A zip-like archive file format (NOT COMPRESSED!)

I’ve been observing new users of the Windows version, and the non-technical among them often don’t understand that they should stay out of the files within. There are people on the NaNoWriMo forums who recommend opening the individual rtf files when at a computer that doesn’t have scrivener installed (via dropbox or thumb drive), not realizing that this can lead to much wailing and gnashing of teeth.

Also, the frequent questions, and confusion arising from editing a project on DropBox directly, lead me to think that if DB saw just one file, then conflicts would be handled in a more comprehensible way, rather than having some hidden “conflicted” files inside the project bundle.

So why not simply do what I’ve seen with office suites, which hold multiple files representing a single document in a zip archive? There’s just the one file to click on (instead of a directory to navigate into), neophytes don’t get silly notions in their heads about messing with a project’s internals (but it’s easy to get into them if necessary), and sync tools will treat the project as one file in stead of many, solving a lot of problems for people who aren’t as careful as most of us are on this forum.

I’ve brought this up before, but not as a wish list item, and there’s one thing I want to be perfectly clear about before the conversation gets side-tracked: I am not talking about COMPRESSION. Just bundling the files together into an atomic unit.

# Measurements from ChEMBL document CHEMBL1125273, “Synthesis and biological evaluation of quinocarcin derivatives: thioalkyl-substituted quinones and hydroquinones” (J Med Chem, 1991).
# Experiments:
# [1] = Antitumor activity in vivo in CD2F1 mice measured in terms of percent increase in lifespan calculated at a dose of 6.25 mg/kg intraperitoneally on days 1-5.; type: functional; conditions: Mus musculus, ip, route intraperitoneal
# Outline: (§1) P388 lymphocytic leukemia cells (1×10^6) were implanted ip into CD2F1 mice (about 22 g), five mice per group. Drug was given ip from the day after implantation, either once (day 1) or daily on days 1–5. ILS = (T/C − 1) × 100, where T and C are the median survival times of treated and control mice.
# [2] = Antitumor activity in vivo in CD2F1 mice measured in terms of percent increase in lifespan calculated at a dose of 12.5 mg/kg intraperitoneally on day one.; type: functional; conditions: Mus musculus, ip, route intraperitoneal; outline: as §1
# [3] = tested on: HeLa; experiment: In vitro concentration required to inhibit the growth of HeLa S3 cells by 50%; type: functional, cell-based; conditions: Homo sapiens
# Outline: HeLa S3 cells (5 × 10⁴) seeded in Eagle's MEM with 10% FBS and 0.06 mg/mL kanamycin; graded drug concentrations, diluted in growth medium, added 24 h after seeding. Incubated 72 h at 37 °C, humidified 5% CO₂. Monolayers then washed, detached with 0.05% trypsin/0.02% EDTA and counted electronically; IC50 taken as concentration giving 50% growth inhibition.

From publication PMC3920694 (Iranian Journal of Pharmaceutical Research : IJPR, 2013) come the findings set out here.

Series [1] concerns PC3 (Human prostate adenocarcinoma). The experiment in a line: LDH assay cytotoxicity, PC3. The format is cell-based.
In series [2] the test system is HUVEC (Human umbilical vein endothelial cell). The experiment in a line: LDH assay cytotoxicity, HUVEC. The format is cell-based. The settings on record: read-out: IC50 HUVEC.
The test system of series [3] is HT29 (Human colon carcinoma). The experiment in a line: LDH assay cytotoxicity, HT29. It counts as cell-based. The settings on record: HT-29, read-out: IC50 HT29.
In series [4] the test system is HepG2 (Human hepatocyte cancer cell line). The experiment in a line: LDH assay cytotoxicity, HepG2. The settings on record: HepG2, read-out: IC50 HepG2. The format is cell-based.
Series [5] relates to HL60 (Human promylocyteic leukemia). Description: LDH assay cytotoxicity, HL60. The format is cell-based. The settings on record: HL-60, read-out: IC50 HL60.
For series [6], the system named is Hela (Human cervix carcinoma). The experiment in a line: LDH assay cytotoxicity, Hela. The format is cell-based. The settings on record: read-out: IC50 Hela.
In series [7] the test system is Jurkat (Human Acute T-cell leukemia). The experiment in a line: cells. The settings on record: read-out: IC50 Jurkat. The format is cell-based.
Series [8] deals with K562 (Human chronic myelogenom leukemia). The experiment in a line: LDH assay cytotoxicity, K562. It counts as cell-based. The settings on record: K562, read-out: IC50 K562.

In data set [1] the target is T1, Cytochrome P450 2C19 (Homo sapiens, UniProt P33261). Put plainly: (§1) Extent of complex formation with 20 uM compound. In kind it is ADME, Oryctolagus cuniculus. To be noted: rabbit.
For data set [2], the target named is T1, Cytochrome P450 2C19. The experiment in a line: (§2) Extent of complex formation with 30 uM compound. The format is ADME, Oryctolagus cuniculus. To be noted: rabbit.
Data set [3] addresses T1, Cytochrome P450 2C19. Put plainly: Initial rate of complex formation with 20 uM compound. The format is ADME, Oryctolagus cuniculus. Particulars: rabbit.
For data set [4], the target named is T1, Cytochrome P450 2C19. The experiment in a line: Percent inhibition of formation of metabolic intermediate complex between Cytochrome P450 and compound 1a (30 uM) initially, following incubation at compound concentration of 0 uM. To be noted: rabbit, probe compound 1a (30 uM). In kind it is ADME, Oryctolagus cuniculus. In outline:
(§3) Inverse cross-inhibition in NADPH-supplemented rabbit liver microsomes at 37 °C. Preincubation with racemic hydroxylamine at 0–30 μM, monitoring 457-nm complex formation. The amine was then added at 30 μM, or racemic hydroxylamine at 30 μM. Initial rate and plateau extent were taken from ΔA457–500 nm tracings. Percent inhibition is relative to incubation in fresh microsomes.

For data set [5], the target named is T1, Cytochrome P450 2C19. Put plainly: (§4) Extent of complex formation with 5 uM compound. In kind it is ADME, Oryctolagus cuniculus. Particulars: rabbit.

Wouldn’t this be a pretty big undertaking on its own since Windows doesn’t have this capability? This is more of a Mac convention than Windows and would probably confuse users even more. Lee’s focus would probably be better served adding features to catch up with the Mac version than coding a completely new file format.

The whole reason behind the current format is that Scrivener can access any of the files inside the folder as and when it needs. If you’ve got a gigabyte movie file in there for two thousand PDF files, that has no effect on loading time and doesn’t affect the memory usage at all unless you load them all up. With an atomic file format, that’s not possible - everything has to be loaded into memory. So, it would no longer be possible to support arbitrary research files, and things would be much slower when only a few research files were brought in.

All the best,

Well RAIN ON MY PARADE why don’t you. :stuck_out_tongue:

I had in mind the ability of some applications to poke around inside zip archive (but wasn’t married to the “zip” part of the equation, if that makes any difference). I was hoping that there was some kind of cross-platform container (like mac’s DMG “files”), which wouldn’t require Scrivener to load the whole thing, and which would allow external access to the contents while the project was open… but that opens up another can of worms (user opens spreadsheet from his Research folder, closes Scriv project, and then wants to save changes to the sheet).

sigh And here I thought I had come up with the million dollar idea.